Sam Laughlin, winner of the 2016 Danny Wilson Memorial Award, shares his thoughts on the two bodies of work he exhibited at this year's Brighton Photo Fringe, Slow Time and Nests.
Nests depicts the constructions of Reed Warblers (Acrocephalus Scirpaceus), which migrate to Europe from Africa each year to rear their young. The nests are built within reed beds, anchored to multiple stems above water. The construction method is based on a genetically coded set of behaviours. Each nest, built by an individual bird, is a unique iteration of an instinctual process.
Slow Time is a reflection on natural forms: flora, fauna, landscapes and the quiet processes that happen within them. The work is an attempt to reach an understanding, which though informed by ideas from Geology and Ecology, is open to interpretation. Processes which take place slowly (often on geological timescales), and a slow way of looking at them.
Can you talk about how Slow Time developed?
I started working on the series 3 years ago when I was away hiking. I initially photographed with a loose idea in mind and common themes quickly began to emerge due to my specific interests regarding the natural world. Since then whenever I go out into the landscape (something I do regardless of projects) I take my camera with me. What started as something in the background of my practice quickly became my main focus and now I can’t help but produce new work for the series all the time.
Can you talk about the importance of working slowly on this project? What does this add to the overall feeling of ‘slow time’?
The things I’m interested in are often quiet and subtle, if I were rushing about I simply wouldn’t see them. In order to photograph I need to be receptive and this means stopping to look and think, trying to be aware of everything in my surroundings. Without this slowness I wouldn’t have been able to produce the work, so it’s really key. In order to see slow things I have to look in a slow way. This adds a lot to the overall feeling, because it is behind all of the images. With the series I’m aiming to create an immersive atmosphere in which natural forms attest to both the processes that underpin them, and the relationships between various cycles and systems in the natural world, so I want the viewer to look slowly too.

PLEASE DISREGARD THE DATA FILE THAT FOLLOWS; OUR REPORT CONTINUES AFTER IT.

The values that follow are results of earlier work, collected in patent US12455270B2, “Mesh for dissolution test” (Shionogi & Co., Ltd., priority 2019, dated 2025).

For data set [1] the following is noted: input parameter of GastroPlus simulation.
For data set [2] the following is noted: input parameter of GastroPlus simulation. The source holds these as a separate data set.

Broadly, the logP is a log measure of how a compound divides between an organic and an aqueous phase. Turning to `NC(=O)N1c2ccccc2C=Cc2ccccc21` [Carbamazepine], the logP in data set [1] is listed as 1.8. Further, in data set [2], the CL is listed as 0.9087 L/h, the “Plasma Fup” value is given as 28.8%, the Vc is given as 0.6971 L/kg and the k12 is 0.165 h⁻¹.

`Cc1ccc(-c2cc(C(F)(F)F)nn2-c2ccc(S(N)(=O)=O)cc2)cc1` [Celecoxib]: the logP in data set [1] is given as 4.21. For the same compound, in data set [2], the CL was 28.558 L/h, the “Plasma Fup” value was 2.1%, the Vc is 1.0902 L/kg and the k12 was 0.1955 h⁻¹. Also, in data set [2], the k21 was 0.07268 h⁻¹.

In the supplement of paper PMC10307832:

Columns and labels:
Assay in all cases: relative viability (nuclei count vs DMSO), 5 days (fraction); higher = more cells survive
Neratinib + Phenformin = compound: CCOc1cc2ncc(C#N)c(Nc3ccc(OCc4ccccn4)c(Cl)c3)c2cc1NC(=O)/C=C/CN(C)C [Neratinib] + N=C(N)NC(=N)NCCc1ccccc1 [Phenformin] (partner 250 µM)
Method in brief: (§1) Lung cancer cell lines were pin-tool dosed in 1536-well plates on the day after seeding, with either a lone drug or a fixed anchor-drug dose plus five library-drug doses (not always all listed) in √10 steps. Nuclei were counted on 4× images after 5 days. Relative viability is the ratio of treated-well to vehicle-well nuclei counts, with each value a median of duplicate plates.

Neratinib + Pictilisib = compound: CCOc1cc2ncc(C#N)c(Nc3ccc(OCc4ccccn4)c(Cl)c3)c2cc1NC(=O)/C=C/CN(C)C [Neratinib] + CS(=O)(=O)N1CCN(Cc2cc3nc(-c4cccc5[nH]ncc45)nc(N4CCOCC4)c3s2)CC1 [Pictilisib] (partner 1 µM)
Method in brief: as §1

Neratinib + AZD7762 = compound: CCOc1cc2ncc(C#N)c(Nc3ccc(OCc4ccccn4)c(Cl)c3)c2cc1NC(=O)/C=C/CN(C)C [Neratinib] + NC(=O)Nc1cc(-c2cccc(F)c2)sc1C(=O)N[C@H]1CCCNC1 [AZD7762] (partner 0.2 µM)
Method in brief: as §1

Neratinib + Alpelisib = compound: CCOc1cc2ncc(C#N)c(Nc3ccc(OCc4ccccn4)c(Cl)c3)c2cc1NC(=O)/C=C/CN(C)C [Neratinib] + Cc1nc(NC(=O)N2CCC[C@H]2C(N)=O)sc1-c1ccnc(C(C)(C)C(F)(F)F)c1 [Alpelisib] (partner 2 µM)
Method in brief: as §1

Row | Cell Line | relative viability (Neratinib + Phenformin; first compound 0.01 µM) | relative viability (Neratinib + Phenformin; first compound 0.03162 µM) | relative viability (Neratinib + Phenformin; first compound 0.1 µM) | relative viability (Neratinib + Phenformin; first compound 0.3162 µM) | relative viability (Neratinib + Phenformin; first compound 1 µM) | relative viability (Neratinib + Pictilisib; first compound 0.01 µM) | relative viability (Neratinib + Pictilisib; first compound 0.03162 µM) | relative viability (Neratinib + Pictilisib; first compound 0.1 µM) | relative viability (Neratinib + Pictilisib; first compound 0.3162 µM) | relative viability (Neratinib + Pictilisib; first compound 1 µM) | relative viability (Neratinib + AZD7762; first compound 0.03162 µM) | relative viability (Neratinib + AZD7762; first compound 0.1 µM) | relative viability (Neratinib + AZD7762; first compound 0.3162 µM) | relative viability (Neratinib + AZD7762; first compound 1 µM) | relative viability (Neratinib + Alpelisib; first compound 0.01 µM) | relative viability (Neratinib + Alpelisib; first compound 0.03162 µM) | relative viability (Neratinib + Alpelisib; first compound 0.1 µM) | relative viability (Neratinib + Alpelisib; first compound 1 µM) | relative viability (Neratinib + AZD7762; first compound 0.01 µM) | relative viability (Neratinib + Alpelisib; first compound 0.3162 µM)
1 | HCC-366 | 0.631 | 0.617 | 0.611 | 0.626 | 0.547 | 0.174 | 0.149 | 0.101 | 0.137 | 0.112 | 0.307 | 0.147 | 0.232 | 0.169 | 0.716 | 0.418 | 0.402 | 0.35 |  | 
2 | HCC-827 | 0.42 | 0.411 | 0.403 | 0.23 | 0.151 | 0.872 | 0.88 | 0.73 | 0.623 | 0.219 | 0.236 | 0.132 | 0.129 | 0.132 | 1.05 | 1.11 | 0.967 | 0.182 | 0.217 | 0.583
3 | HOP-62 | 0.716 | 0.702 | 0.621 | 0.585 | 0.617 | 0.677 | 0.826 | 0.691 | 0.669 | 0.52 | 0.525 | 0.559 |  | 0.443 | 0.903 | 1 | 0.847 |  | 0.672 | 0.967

What role did the physical objects in your installation play? What were you hoping audiences would understand from them?
The additional material, (rocks, plants etc) heighten the physicality of the installation and are as much a part of the work as the photographs. The objects I chose to display speak about natural processes in the same way that I want my photographs to, so it seemed natural to have them together. I wanted the audience to consider the subjects of my images not just as abstract things in pictures, but as physical realities created by physical processes; to think about what is happening in them in the same way that looking at a pebble might make you consider how it came to be rounded.
What first interested you in the unique structures that the Reed Warblers create?
I’m obsessed with birds and had been looking for a way to marry this interest with my practice. I wanted to make something which goes against the conventions of wildlife or ‘bird’ photography, so much of which seems to seek spectacle. I read ‘Cuckoo’ by Nick Davies (the biologist I later worked with on Nests) and immediately knew I wanted to make the work. He studies Reed Warblers because Cuckoos lay their eggs in the warblers’ nests, but my interest is more in the nests themselves; the fact that the warblers migrate so far to build them, the manner of construction, the instinctual aspect of their design and their intricate structure and beauty.
How did you know that the work was ready to show now?
I got to the stage where I felt the work had reached a kind of critical mass. It took a long time before I had enough images that had a consistent quality, not only because what I’m searching for is often elusive, but because my ‘criteria’ and style took time to develop. The work isn’t finished, it might never be, but it’s at a point now where I’m happy for people to look at it.